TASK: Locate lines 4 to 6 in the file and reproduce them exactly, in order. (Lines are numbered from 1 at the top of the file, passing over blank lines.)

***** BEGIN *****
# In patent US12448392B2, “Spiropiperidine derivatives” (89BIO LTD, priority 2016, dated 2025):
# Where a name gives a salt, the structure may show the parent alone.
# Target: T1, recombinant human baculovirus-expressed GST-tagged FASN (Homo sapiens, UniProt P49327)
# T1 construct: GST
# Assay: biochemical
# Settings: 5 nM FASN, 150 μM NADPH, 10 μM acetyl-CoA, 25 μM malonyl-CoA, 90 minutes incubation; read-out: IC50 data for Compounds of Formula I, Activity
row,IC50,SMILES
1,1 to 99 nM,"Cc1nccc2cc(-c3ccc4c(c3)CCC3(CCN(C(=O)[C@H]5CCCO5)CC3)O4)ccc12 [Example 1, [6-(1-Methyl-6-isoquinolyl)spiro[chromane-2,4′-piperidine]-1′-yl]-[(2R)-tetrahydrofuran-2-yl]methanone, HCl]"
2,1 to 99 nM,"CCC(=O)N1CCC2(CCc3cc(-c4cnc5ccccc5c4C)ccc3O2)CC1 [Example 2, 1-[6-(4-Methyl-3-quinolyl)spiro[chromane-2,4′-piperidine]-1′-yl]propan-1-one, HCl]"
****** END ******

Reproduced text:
# T1 construct: GST
# Assay: biochemical
# Settings: 5 nM FASN, 150 μM NADPH, 10 μM acetyl-CoA, 25 μM malonyl-CoA, 90 minutes incubation; read-out: IC50 data for Compounds of Formula I, Activity